We didn't go into it with any preconceived notions. The record is pretty much just whatever came out of us when we were writing.
Combining the best of hardcore and punk, Entry are an LA based band who harness the energy of both to maximum effect. Entry have just released their furious new album Detriment and Gavin Brown had a chat with vocalist Sara G. to discuss the new album, past live shows, influences as a vocalist and loads more on punk and hardcore.
E&D: Your new album Detriment is out now. How did the creation and recording of the album go?
Sara: We did all of the recording ourselves which was very fulfilling. It was a great experience writing it together and seeing it through.
E&D: The album is a short, sharp shock of hardcore energy. Did you want to capture the intensity of your live show with this album?
Sara: I think that’s impossible so that wasn’t really the goal. We just wanted to make something we like.
E&D: Detriment is the band’s debut album, did you want to make sure the record was a statement of intent and go straight for the jugular with the music on it?
Sara: We didn’t go into it with any preconceived notions. The record is pretty much just whatever came out of us when we were writing.
E&D: What has the feedback on Detriment been like so far?
Sara: It’s been overwhelmingly positive so far, which is really cool, but we try to not pay too much attention to that.
E&D: How did Entry start as a band?
Sara: Clayton and I started this together as a little long distance project. Eventually I moved to LA and we formed a full band so we could play shows.
E&D: Who are the biggest influences on the sound of Entry and your musical outlook?
Sara: The classics: Converge, Tragedy, Minor Threat, Discharge.
E&D: Who are your biggest influences as a musician?
Sara: As a vocalist, Dave Verellan from Botch, Jeff Moreira from Poison the Well, Jeff Eaton from Modern Life Is War.
E&D: How have you been keeping busy during this lockdown period and have you been working on any new music at all?
Sara: We’ve all been working full time still. We got about halfway done with writing a song over Zoom, but haven’t really made too much progress with that as we’re still not comfortable practicing together.
E&D: Have you got any tentative touring plans at the moment when things get back to a bit more normality?
Sara: We really don’t unfortunately. We had plans for this summer which have obviously been cancelled. Hopefully we can make something work.
E&D: What have you missed most about playing shows and being on the road?
Sara: I think we all miss not being at work and just being out on the road playing. We love traveling and seeing our friends all over.
E&D: You played a show with Suicidal Tendencies last year, how was that experience?
Sara: It was really awesome to be able to play with them. They put on such a great show. It was a really small, cool space and there were tons of people skateboarding while we played. It doesn’t get much cooler than that.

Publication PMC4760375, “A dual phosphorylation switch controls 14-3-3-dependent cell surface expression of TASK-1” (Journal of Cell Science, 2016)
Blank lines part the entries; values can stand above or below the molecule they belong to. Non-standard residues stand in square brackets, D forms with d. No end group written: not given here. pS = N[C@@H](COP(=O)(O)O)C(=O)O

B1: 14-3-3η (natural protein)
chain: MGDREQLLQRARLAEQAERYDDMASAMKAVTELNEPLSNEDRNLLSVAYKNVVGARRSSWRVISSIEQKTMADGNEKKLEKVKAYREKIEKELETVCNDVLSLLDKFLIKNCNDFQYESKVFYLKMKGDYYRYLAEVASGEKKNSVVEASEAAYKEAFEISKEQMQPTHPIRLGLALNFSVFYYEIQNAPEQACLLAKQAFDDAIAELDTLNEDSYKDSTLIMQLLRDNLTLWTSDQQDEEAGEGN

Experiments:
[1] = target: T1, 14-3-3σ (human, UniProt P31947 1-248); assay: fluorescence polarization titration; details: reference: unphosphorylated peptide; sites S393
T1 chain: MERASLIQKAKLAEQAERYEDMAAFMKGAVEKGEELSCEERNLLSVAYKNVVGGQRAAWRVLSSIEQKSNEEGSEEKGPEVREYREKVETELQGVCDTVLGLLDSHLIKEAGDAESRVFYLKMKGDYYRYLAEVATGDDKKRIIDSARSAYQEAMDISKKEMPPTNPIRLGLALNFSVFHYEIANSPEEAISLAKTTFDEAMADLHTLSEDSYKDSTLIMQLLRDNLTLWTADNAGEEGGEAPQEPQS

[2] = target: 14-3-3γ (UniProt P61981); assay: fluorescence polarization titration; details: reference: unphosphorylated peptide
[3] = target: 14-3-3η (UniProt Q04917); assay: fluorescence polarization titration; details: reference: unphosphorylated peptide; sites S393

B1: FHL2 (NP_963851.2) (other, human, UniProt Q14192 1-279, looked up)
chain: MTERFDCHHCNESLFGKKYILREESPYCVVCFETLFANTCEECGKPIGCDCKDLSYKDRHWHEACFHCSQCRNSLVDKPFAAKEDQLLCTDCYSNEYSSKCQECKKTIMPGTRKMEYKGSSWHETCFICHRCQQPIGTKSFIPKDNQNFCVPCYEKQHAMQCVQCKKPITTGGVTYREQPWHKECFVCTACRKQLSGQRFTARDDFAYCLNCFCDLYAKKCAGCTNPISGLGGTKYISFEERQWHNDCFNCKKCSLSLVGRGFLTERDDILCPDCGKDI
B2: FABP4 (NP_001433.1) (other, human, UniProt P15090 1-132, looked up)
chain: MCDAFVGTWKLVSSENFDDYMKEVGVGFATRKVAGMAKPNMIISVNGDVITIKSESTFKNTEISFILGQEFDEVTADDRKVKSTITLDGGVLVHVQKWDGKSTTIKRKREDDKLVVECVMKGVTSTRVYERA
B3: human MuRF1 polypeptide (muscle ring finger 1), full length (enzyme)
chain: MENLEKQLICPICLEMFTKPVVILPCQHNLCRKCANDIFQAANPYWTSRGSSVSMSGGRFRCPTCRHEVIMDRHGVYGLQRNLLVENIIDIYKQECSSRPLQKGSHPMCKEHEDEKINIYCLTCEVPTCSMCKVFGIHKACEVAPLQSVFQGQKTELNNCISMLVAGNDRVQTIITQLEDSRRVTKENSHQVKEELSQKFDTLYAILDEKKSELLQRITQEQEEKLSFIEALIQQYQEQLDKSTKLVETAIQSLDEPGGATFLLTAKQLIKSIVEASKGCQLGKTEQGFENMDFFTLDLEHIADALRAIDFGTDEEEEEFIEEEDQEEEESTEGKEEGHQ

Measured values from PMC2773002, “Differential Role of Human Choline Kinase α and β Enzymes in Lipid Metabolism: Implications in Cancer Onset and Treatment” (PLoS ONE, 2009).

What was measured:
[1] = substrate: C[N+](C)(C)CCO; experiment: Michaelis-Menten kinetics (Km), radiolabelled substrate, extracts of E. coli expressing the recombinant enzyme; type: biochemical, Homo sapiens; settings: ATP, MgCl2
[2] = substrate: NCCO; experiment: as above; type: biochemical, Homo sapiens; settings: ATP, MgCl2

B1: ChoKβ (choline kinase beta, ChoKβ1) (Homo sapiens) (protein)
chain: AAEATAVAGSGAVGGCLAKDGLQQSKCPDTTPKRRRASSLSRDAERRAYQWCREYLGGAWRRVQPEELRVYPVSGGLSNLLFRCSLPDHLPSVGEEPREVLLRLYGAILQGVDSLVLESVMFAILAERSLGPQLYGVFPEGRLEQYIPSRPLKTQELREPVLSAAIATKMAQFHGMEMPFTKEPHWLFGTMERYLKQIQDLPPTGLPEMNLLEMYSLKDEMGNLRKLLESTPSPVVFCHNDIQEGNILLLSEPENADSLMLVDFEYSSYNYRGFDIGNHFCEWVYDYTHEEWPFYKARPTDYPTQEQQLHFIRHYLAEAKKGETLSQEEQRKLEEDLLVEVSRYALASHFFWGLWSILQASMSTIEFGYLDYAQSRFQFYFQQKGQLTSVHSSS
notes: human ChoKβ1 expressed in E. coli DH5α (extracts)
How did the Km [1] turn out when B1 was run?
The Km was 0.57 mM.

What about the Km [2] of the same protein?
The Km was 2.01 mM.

E&D: Entry have also played gigs with everyone from Sunn O))) to Despise You. Who have you enjoyed playing the most?
Sara: We’ve been really lucky to play with a lot of really great bands across the spectrum of punk. They were all cool for different reasons.
E&D: What has been your favourite show that Entry have ever played?
Sara: We have lots of friends in Denver, so playing there is always special. Our show there last year was particularly awesome.
E&D: What was the first hardcore show that you ever went to?
Sara: I was going to local shows and going out of town to see bands like Thursday probably starting in 2003, but I think my first big hardcore show was Throwdown, Walls of Jericho, and Every Time I Die in 2004.
E&D: What have been some of the best hardcore shows that you have ever seen?
Sara: Two that stand out: Modern Life Is War in Poughkeepsie in 2005 and Ceremony, Converge, Coliseum, Rise and Fall in Lemoyne, PA in 2009.
E&D: How did you get into punk and hardcore in the first place?
Sara: It’s hard to pinpoint. I was into some metal stuff when I was younger, and I guess just seeing things on TV or from reading music magazines I found out about some bands. Sometimes I’d go to the music store at the mall and pick out cool looking CDs and compilations from the metal/alternative section. Then I eventually found an online forum pahardcore (now Stereokiller) where I found out about a bunch of bands.
E&D: What does punk and hardcore mean to you today and is that still the same?
Sara: Punk and hardcore mean everything to me. It gives me a sense of being separate from the rest of society.
E&D: What are your all time top five hardcore and punk Records of all time?
Sara: This is way too hard. Here are five that I super love.
Botch – We Are the Romans
Turmoil – The Process Of…
Mind Eraser – Glacial Reign
Converge – Jane Doe
Pissed Jeans – King of Jeans
E&D: Which newer punks and hardcore bands would you recommend for us to check out?
Sara: Initiate, Enemy, and Smut are all incredible Southern California based bands. But I also want to shout out everything on Convulse Records and the rest of our Denver crew, Product Lust, Candy Apple and Faim.
E&D: How is life on Southern Lord Records and how did you come to sign to the label?
Sara: It’s been a great experience working with everyone at Southern Lord. Greg reached out to us and we formed a relationship that led to us signing to the label.
E&D: What have been some of the most memorable moments in your time with Entry so far?
Sara: I just love being in the band with Clayton, Chris, and Sean. All of our tours have been memorable to me. We’ve had a ton of cool shows in the LA area with bands I never thought I’d play alongside. Making friends has definitely been one of the best things about being in Entry.